Microdroplet size control is generally grouped into two categories, active and passive. Active methods for microdroplet size control use external manipulations to alter the size and have included embedding pneumatic valves13, electric fields14, piezoelectric elements15 and optical heating16 to control microdroplet production, but these techniques require advanced device production or complex external equipment.

Passive microdroplet control on the other hand uses continuously flowing immiscible liquids which create microdroplets. By changing the liquid properties (e.g. viscosity or interfacial tension), channel geometry or more simply the flow rate, the resulting droplet size can be altered over a wide range. The two main configurations for microdroplet production are the T-junction17 and the flow-focussing junction18. Both syringe19 and pressure pumps20 can be used to control the input liquids. However, the response time of syringe pumps may be seconds or even in some cases minutes21 which limits the ability to quickly change the droplet size. Pressure-based pumping can quickly alter the microdroplet generation sizes in a fraction of a second, however the pressure required at each inlet depends on backpressure, which in turn depends on the device design, the diameter and length of tubing and liquid properties, resulting in strong dependence on experimental conditions and possible drift throughout the experiment.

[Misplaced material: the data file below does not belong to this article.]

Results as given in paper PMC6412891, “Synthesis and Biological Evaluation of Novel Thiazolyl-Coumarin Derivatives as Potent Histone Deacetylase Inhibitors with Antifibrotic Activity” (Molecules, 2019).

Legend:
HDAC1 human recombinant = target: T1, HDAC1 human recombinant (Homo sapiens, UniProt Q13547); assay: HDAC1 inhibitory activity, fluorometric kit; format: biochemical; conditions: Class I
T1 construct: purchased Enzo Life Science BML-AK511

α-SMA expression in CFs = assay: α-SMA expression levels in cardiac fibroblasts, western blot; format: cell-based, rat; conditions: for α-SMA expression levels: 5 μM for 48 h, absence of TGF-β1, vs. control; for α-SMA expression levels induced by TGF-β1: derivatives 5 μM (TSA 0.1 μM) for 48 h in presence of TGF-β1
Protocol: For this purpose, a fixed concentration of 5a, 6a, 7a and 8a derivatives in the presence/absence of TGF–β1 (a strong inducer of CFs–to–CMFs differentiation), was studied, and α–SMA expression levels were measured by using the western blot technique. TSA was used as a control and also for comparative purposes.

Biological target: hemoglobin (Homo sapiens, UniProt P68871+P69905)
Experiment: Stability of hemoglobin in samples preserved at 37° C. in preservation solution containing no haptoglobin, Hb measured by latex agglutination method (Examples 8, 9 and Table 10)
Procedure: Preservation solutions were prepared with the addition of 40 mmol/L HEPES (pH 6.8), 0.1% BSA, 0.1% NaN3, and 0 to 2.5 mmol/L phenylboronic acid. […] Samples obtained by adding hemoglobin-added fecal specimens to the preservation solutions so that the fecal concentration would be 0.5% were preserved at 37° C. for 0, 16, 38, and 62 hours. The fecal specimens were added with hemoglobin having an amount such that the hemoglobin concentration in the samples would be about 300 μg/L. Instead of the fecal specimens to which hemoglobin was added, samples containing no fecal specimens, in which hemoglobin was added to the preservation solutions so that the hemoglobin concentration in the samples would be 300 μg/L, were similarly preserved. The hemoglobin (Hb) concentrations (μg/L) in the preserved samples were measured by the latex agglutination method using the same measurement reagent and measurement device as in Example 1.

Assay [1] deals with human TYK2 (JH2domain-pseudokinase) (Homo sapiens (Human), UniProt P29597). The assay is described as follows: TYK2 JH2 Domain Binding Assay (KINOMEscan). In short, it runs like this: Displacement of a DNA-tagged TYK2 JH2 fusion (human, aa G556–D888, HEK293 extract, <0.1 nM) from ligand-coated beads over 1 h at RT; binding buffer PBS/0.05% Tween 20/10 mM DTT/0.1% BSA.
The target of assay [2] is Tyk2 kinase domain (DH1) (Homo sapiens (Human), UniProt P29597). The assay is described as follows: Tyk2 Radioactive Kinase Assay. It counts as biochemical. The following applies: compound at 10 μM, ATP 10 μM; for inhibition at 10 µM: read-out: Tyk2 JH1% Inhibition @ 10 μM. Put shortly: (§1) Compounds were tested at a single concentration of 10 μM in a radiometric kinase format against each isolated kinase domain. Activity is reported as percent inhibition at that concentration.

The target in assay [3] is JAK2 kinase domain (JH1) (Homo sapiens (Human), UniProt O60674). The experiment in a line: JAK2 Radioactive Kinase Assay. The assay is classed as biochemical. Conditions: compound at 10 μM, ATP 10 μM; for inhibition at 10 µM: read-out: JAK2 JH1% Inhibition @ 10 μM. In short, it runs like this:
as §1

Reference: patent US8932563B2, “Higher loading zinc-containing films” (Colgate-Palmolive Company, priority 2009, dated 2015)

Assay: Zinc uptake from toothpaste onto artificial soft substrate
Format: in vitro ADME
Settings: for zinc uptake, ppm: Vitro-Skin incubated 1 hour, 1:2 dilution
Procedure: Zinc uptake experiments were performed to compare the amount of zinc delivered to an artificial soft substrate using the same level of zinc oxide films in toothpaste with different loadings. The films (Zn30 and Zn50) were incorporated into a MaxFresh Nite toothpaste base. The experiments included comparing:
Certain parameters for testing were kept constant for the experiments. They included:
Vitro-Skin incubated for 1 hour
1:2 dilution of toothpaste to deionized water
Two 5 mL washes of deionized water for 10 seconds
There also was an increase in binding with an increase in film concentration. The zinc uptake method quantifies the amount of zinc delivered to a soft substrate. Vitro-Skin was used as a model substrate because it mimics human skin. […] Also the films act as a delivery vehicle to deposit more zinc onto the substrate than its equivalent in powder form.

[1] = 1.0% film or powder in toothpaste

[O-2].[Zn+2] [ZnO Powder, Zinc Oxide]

To counter these problems, a pressure-pump feedback system has been developed which uses images of the droplets being formed to feedback and control the droplet size. By using pressure-pumps, rapid changes can be actuated and by measuring the droplet size directly, any drift can be compensated, providing ultra-monodispersed microdroplets created in an intuitive and easy-to-use fashion. Previous feedback systems22 have used syringe-pumps resulting in a long response time (100’s of seconds) and high polydispersity23. By implementing two pressure pumps, changes in pressure, and therefore changes in flow rates, will have a faster response making a closed loop feedback system able to perform at higher throughputs.

The system was set up as shown in Fig. 1, where a PDMS microfluidic device with a flow-focusing junction was mounted on a microscope equipped with a high-speed camera synchronised to droplet formation using an infra-red laser and back-scatter detector. By synchronising the camera to the presence of droplets, droplet size measurements can be made simply by measuring the droplet in the middle of the camera image. The droplet volume is calculated from the length of the droplet and this information is used in the feedback loop to control the applied pressures on the aqueous and oil inlets.

Figure 1
Figure 1

Schematic diagram showing the setup used for image-based feedback. Two immiscible phases (fluorous oil and water) are pumped into a microdevice featuring a flow-focussing section, by pressurised air controlled by bespoke feedback software. Image acquisition is synchronised to the presence of a droplet using the backscatter signal from a IR laser. The droplet length can be measured using simple image processing, the volume can be calculated and this information fed back to the control of the pump.